43 Latin Dog Names

Classic picks for your one-of-a-kind pup

Brown Pit Bull Terrier in red bandana smiling at camera.

Photography by Adri / Getty Images

It may be a language mostly relegated to the past, but Latin continues to provide tons of great inspiration when you’re looking for a name for your dog. As the language of ancient Rome and the mother of all Romance languages, Latin is at the root of many of our common words today. Its influence can be seen around the world—from France, Italy, and Spain to our very own shores—and you might be surprised to learn how many popular names have classical Latin origins. 

Choosing a name for your dog is a big deal, and looking to the classics is an excellent place to start. To help you out, we’ve compiled some of our favorite Latin dog names all in one place so you can narrow down your choices and pick a name that’s just the right fit for your pup.

Top Latin Dog Names

Even before humans had written language, they had dogs. While the jury is still out on when exactly dogs became our loyal domestic companions (current estimations put the phenomenon at some time between 18,800 years ago and 32,100 years ago) we know that by the time of the founding—and the fall—of ancient Rome it was common to have a dog in your care. Many at the time had dogs for hunting or guarding purposes, but spoiled lap dogs were not unheard of either. Choosing a Latin name for your dog speaks to the long history between humans and canines, and celebrates the bonds that have remained strong for tens of thousands of years. Here are some of the most popular Latin and Latin-inspired dog names.

  • Adrian (the dark one)
  • Anthony (priceless)
  • Benedict (blessed)
  • Camilla (loyal attendant)
  • Celeste (heavenly)
  • Dexter (on the right-hand, favorable)
  • Felicity (luck)
  • Felix (successful)
  • Horace (timekeeper)
  • Lux (light)
  • Marcel (little warrior)
  • Petra (rock)
  • Regina (queen)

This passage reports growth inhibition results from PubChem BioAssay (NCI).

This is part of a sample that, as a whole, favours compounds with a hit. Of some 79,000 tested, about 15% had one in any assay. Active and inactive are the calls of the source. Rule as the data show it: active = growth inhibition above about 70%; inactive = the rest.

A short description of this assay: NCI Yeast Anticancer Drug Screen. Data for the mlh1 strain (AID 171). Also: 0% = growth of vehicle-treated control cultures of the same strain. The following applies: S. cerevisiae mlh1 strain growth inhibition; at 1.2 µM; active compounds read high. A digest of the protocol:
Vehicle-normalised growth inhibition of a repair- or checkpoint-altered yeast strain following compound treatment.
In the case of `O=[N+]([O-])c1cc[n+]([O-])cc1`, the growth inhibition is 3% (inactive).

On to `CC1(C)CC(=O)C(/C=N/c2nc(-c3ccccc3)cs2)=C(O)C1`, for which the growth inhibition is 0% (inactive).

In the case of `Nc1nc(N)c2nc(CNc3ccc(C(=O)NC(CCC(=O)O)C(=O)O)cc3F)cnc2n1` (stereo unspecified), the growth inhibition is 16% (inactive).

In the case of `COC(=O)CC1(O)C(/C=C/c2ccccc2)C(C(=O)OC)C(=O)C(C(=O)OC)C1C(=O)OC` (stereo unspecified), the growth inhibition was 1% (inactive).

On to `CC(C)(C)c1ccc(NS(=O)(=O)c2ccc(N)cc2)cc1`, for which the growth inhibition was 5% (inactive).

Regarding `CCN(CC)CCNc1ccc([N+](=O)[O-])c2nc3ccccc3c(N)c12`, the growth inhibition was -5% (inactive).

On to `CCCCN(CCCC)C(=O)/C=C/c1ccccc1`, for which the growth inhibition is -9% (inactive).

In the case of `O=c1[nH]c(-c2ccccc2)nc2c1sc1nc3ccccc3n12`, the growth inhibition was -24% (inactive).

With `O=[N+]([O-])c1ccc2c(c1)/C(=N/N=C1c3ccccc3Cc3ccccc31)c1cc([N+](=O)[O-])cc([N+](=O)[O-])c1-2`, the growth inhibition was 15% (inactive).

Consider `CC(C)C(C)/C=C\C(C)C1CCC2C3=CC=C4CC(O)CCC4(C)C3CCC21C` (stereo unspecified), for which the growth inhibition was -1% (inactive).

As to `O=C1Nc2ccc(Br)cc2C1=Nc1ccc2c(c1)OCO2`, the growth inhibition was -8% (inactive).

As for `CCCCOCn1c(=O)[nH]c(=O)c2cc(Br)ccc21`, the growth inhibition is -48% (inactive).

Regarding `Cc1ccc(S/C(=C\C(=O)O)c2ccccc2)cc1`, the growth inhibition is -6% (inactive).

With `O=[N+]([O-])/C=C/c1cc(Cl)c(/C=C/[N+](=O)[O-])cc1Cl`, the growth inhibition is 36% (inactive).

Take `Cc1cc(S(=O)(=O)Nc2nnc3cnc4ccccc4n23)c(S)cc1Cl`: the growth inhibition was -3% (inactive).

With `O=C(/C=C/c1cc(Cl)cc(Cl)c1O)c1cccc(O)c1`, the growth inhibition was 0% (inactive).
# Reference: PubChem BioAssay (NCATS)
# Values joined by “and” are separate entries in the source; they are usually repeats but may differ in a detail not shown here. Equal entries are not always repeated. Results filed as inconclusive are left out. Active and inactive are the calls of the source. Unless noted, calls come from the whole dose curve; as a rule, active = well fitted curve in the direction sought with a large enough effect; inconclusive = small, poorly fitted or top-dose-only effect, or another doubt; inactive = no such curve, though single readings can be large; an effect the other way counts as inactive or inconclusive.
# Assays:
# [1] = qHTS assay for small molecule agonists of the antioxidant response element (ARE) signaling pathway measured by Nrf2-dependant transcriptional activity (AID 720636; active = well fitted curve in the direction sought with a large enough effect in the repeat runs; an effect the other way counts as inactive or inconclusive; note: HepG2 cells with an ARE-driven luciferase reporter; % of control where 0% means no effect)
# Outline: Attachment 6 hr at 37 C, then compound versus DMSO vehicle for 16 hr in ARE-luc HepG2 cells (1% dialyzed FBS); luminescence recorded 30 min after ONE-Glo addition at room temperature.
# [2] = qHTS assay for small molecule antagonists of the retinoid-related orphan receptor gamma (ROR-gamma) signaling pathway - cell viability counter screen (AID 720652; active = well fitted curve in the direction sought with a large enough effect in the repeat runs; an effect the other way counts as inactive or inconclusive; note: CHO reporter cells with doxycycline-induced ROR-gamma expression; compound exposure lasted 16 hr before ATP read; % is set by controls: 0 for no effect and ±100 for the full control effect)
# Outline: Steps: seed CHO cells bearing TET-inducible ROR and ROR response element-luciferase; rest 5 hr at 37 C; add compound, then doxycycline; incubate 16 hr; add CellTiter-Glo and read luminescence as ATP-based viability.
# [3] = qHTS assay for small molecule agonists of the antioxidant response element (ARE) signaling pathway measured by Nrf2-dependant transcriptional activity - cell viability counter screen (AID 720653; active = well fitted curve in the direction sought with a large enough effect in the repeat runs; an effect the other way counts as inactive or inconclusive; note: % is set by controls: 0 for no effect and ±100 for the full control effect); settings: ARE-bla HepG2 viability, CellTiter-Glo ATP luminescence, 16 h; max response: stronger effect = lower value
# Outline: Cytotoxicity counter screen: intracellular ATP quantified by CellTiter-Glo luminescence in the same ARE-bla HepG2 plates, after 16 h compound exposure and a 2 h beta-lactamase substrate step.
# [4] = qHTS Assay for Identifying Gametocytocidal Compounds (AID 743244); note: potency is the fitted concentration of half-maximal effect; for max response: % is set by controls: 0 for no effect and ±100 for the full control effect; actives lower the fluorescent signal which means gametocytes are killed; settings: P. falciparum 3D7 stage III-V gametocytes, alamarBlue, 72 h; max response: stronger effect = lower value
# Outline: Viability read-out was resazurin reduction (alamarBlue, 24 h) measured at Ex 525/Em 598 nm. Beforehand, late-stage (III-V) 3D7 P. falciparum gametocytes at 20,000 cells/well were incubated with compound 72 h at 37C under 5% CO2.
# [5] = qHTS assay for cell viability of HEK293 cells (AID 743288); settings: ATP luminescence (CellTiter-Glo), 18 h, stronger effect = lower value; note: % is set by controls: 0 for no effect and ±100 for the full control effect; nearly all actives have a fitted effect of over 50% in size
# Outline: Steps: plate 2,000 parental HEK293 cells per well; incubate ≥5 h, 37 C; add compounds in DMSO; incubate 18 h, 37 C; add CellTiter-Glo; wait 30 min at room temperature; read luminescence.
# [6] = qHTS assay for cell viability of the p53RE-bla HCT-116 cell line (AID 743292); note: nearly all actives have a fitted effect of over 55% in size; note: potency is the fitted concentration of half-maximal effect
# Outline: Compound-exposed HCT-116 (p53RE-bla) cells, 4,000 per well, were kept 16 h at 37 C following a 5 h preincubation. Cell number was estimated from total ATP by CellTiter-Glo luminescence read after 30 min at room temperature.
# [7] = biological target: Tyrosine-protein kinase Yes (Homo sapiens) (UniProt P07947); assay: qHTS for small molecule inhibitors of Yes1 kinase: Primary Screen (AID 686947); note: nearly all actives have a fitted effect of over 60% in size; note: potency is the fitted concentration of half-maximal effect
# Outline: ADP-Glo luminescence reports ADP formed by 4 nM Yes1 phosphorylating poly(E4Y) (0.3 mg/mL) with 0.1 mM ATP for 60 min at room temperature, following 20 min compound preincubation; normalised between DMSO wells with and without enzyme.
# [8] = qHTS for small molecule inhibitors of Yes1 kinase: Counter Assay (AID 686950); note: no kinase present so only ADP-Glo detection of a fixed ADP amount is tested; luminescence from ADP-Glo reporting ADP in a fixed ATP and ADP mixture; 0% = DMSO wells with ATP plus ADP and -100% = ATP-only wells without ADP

• Rex (king)
  • Rufus (red haired)

Tips For Naming Your Dog

There are no definitive rules when it comes to what you name your dog, but there are some general guidelines that you should follow so that you choose a name that isn’t confusing for your pup. Whether you go with inspiration from classical Latin or not, picking a name for your dog is a big deal, and it’s going to be with them for life.

Here are some tips to keep in mind when you’re naming your dog:

  • For training purposes, a name that starts with a hard letter such as S, T, or R might be easiest for your dog to pick up on.
  • Try to keep your dog’s name to one or two syllables, which will help them understand what their name is. If you prefer a longer name, keep that name on paper but have a shorter nickname that you use for day to day communication.
  • Names that rhyme with key commands, such as May (“stay”), Bo (“no”), and Kitt (“sit”) could get confusing for your dog, so keep that in mind when making your choice.
  • Don’t pick a name that you’ll be embarrassed to say out loud. While it may seem silly in the moment, keep in mind that whatever name you choose for your dog is one that you’ll have to call out regularly, including in public places like the vet and dog park.
  • It’s perfectly okay to change your dog’s name if you don’t like it after a couple of days! Pick a name, try it out, and see how you like it—as well as how your dog responds. If the name seems off, it’s better to switch it then stick with it.

Female Latin Dog Names

You don’t become mother of all Romance languages without a little beauty. Latin names for female dogs tend to be lyrical and feminine, though their meanings often speak to strength and power. So whether she’s a girly-girl or a bit of a tomboy, a Latin name could be the perfect choice for your girl pup.

  • Adoria (glory)
  • Beatrix (she who makes happy)
  • Clara (bright, famous)
  • Erma (noble warrior)
  • Flavia (blonde)
  • Gillian (youthful)
  • Imogene (maiden)
  • Lara (protection)
  • Lavinia (woman of Rome)
  • Margarita (pearl)
  • Marina (of the sea)
  • Nola (bell)
  • Serena (tranquil)
  • Una (one; a uniter)

Male Latin Dog Names

Many of today’s most popular boy dog names have Latin origins, including some that you might not even expect. Do you see your favorite on this list?

  • August (venerable)
  • Cato (intelligent)
  • Crispin (curly-haired)
  • Dominic (lordly)
  • Fabian (bean grower)
  • Major (important)
  • Maximilian (greatest)
  • Miles (soldier)
  • Nigel (dark)
  • Orson (bear cub)
  • Romanus (Roman)
  • Sebastian (revered)
  • Sylvester (wild)
  • Victor (conqueror)

Other Dog Name Ideas

Looking for even more dog naming inspiration? Take a look at these helpful roundups: